The Scottish Medicines Consortium has recommended the use of Roche's oral chemotherapy treatment, Xeloda (capecitabine), as first line treatment for advanced stomach cancer in NHS Scotland.
The new guidance issued on September 10 will mean that the 700 people diagnosed with advanced stomach cancer each year in Scotland will have access to an alternative to the current standard treatment which involves invasive treatment with 5-fluorouracil (5-FU), which typically lasts six months of the 9-10 months life expectancy of a patient with the advanced form of the disease. Approval of the use of Xeloda in combination with a platinum-based chemotherapy regimen will avoid the need for frequent trips to hospital for the lengthy infusion process with 5-FU.
SMC guidance was based on the two trials, ML17032 and REAL 2, used by Roche to gain European approval for Xeloda's indication for advanced stomach cancer earlier this year. Both trials showed that patients on the Xeloda-containing arms (ECX: epirubicin, cisplatin and Xeloda) lived as long as those on the 5-FU arms (ECF: epirubicin, cisplatin and 5-FU). A comparative cost analysis of the two regimens, plus the associated costs of providing continuous 5-FU infusion, resulted in net savings of £1,139 per patient with Xeloda.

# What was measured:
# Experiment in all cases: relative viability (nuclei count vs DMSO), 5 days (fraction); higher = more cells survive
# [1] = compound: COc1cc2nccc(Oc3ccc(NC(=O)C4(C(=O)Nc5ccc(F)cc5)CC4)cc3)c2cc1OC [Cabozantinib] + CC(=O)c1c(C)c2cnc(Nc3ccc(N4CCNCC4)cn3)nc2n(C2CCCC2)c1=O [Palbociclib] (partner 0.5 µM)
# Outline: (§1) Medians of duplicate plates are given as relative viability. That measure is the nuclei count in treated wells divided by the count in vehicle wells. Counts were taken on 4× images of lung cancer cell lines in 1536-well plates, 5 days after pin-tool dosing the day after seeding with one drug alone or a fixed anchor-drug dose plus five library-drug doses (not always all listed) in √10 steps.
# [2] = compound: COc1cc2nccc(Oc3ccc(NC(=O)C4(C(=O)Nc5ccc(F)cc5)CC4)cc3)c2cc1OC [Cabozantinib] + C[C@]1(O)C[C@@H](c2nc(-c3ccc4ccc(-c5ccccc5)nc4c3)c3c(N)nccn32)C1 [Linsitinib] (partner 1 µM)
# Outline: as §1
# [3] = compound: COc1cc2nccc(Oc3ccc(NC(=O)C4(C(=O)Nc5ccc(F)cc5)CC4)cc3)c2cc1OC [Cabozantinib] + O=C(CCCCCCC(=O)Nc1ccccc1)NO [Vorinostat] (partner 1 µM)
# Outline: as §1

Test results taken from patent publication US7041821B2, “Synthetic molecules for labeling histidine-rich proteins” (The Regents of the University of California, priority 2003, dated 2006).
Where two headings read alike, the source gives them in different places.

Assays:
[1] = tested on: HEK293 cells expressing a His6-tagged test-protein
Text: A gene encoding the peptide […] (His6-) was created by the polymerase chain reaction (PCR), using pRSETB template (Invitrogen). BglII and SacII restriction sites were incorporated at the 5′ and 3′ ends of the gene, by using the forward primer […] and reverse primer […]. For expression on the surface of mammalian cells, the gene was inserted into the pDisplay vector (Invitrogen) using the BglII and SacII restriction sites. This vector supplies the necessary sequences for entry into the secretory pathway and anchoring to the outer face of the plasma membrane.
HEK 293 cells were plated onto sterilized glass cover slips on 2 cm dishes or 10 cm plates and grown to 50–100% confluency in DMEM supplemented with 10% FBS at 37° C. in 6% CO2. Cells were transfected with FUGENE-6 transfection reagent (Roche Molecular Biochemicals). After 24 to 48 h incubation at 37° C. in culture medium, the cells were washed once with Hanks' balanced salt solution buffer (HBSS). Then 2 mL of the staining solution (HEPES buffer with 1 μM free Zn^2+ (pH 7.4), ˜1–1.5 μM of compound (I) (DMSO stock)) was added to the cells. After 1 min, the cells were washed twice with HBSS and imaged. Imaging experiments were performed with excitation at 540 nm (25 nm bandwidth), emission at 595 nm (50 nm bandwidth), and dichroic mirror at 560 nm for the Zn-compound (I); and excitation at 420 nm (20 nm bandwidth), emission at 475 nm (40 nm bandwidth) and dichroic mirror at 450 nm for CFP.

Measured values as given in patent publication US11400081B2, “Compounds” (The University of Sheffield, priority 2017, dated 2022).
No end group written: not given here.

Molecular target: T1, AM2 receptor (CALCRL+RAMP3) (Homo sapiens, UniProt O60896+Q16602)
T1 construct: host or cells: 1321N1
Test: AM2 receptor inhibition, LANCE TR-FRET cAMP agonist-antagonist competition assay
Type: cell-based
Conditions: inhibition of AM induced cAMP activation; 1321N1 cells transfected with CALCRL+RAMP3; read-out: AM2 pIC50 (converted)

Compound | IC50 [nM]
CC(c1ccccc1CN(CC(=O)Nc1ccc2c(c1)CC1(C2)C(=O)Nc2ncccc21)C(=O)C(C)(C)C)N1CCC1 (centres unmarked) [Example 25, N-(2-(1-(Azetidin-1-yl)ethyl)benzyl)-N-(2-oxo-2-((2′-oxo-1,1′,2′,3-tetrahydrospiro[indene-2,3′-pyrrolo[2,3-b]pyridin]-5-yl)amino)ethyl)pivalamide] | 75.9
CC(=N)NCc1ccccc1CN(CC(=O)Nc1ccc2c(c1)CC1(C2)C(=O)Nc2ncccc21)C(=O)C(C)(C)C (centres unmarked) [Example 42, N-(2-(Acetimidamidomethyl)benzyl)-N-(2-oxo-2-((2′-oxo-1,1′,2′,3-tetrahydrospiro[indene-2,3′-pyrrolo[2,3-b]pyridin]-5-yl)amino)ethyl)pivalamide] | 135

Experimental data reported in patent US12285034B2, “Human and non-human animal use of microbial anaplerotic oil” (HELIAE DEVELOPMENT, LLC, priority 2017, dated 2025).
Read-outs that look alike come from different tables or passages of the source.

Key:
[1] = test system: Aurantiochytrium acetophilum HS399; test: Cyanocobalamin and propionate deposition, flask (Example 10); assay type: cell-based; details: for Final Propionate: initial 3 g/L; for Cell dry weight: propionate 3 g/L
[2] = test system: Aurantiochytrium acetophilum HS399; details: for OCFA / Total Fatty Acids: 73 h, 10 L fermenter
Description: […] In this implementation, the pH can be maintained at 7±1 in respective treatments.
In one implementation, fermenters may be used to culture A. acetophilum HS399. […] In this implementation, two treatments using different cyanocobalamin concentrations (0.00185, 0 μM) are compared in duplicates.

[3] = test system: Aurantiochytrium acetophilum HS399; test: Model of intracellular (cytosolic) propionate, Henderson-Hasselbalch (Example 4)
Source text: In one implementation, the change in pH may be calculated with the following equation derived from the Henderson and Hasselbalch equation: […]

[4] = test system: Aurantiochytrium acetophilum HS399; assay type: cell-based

The direct cost of Xeloda to NHS Scotland is estimated by Roche at £32,000 in year one for 100 patients, rising to £169,000 in year five for 367 patients. Although Xeloda is more expensive than 5-FU, the benefits of oral administration of Xeloda could produce estimated net savings of £58,000 in year one, rising to £300,000 by year five.
The use of Xeloda in place of 5-FU is expected to produce benefits for patients as well as the health service. Unlike 5-FU, oral Xeloda does not require specialist staff or facilities for administration, while patients will benefit from the avoidance of complications and safety issues associated with continuous intravenous infusion and potential number of hospital visits. While capecitabine is associated with some side-effects, most are reversible and do not require discontinuation of therapy.
Stomach cancer is the seventh most common cancer in the UK, with an above UK-average incidence among patients in Scotland. Some 845 people are diagnosed with stomach cancer each year in Scotland, with Greater Glasgow and Lothian having the highest incidence. Stomach cancer is nearly twice as common in men as in women. Jeanette Marchant